A CMO's Guide To CDPs: Achieving A Unified Customer Experience

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The latest post from our "A CMO's Guide to CDPs" series shares how to make your marketing organization more data-driven and customer-first.

Throughout the “A CMO’s Guide to CDPs” blog series, we’ve addressed questions marketers may have about selecting a customer data platform (CDP) and deriving the most benefit from the technology. In the last instalment of the series, we will wrap up with our recommendations for how to advance your marketing organization to be more data-driven and customer-first.

As has been stressed, a change in marketing is more than just a change in technology. A successful move to a unified customer experience takes strong cultural realignments. Here, we offer recommendations for providing more customer-centred marketing, regardless of current data-driven marketing maturity: 



This field borrows heavily from the agile software development framework, which was popularized by the 2001 Manifesto for Agile Software Development. Agile software development emphasizes collaboration between cross-functional teams and continuous product improvement and iteration. This is to be contrasted with traditional, so-called waterfall software development, where software is built and delivered in discrete stages of the lifecycle with little iteration. 

While agile can be used in any implementation or project, adopting a CDP is especially suited to the practice. As mentioned previously, it’s best to operate cross-functionally across IT, marketing and analytics to deliver a unified customer experience. And while a CDP is designed to integrate any type of customer data, agile practices suggest starting small and iterating. It’s constantly iterative. 

The key here is not to try to boil the ocean. Even if you start with only a few data sources, there’s still a lot of value in your CDP. You can then add data sources as you grow and evolve the program. You might think of it as a “crawl-walk-run” approach. You can use agile methods to iterate and constantly improve on delivering a unified customer experience through your processes and tools.



Customer-first marketing must necessarily be data-driven marketing. Individuals across the organization must be comfortable collecting, analysing and reporting on data to drive customer experiences. But many may be wary of these tasks: a 2020 report from consultancy Accenture and software company Qlik found that only 21% of employees report feeling confident in their data literacy skills. Establishing formalized analytics training programs and communities of practice for all roles and levels serves to promote and institutionalize data literacy in an organization. With this shared knowledge basis, cross-functional teams are better able to use data together to deliver superior customer experiences. This article in McKinsey Quarterly illustrates examples of organizations who have benefited from establishing an “analytics academy” to help educate and prepare individuals across the workforce for AI-infused marketing analytics and personalization.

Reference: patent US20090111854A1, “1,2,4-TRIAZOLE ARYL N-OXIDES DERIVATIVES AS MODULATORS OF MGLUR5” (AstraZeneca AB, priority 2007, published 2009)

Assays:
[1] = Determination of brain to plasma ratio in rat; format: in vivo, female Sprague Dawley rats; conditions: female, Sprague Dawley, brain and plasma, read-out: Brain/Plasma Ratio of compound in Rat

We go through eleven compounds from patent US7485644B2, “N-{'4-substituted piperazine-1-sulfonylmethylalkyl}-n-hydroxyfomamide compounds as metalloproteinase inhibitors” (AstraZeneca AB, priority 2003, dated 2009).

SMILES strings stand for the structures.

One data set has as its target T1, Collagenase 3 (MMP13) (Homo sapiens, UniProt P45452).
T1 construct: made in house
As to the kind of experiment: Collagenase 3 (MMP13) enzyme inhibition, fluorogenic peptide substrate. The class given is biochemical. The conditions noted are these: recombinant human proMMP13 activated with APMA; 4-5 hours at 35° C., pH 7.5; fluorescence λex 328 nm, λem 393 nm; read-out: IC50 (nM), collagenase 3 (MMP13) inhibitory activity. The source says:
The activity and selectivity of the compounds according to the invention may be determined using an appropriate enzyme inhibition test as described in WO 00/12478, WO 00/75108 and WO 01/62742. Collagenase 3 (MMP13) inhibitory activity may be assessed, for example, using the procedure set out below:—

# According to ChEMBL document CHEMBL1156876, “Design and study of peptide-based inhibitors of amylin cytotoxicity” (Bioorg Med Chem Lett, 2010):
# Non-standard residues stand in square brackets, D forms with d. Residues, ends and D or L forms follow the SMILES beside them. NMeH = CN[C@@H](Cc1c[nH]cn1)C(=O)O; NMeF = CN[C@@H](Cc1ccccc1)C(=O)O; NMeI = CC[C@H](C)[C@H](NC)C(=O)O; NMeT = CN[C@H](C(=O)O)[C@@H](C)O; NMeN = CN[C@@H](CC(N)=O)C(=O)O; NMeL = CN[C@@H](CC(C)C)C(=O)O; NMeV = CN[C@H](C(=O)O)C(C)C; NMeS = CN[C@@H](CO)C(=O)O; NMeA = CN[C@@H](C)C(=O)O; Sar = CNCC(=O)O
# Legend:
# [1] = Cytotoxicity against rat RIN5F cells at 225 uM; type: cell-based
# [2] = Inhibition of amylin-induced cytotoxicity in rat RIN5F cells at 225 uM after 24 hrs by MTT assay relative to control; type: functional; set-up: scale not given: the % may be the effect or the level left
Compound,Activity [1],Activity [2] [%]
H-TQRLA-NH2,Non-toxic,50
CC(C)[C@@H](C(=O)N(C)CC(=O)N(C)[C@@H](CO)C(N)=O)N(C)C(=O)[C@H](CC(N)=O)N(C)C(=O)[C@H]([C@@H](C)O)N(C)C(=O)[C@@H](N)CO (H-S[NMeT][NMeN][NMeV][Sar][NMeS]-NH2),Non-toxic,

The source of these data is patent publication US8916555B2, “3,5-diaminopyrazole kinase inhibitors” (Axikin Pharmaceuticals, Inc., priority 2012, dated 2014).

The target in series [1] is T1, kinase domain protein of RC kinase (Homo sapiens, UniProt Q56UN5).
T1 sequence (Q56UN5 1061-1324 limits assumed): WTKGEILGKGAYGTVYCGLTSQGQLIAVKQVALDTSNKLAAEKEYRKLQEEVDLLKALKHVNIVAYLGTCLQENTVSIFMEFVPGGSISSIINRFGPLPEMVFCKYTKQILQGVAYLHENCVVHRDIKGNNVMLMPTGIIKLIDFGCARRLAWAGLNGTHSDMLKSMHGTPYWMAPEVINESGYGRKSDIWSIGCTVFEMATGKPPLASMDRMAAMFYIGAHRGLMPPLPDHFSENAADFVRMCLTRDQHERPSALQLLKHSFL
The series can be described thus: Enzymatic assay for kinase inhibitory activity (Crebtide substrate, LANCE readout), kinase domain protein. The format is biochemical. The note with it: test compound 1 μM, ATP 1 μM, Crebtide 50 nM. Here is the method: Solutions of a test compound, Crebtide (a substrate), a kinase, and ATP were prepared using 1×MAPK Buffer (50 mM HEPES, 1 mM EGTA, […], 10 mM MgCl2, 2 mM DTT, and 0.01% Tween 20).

As organizations advance their data-driven marketing maturity, they tend to move from monolithic, single-channel campaigns to micro-targeted, omnichannel ones. In the same spirit of agile development, leaders must be comfortable with releasing minimally viable marketing offerings into production and iterating over time given resources and needs. At the same time, a faster learning rate means a faster failure rate, so culturally the organization should be comfortable with these advantages and disadvantages of business experimentation. 



When it comes to marketing campaigns, experimentation can only work with rapid and frequent feedback from customers. This feedback can be both quantitative and qualitative, in the form of customer satisfaction, product surveys, and more. User testing tools can also validate and gather early data on new features. Regardless of the instruments used, customer-first organizations must make it easy for customers to get in touch. This means making it easy to find resources such as a contact page, frequently asked questions or a telephone number to call. Many organizations have begun to use chat or chatbot features to lower the barrier and cost of providing quick customer communication touchpoints.



As in the use of chatbots, being customer-centric doesn’t necessarily mean providing human interaction at every touchpoint. Artificial intelligence can be used as a frictionless medium to handle common customer service procedures or gather information about a case before passing it to a human representative. Customer experience consultancy Servion predicts that by 2025, three quarters of customer service interactions will be driven by AI-powered tools like chatbots and voice command. 



When an organization adopts a CDP, its marketing metrics should emphasize long-term retention over one-time conversions. This approach can be followed by any organization looking to put the customer experience first. It’s well known that retaining a customer is less expensive and more beneficial than landing a new one. Consider how you can align your marketing strategies and metrics around that truism. 

Creating a strong customer experience is critical for strengthening an organization’s bottom line. And this requires a customer-centric, data-driven approach. For the complete guide to adopting a CDP and centering your organization on a foundation of data, download the e-book, “A Chief Marketing Officer’s Guide to CDPs.”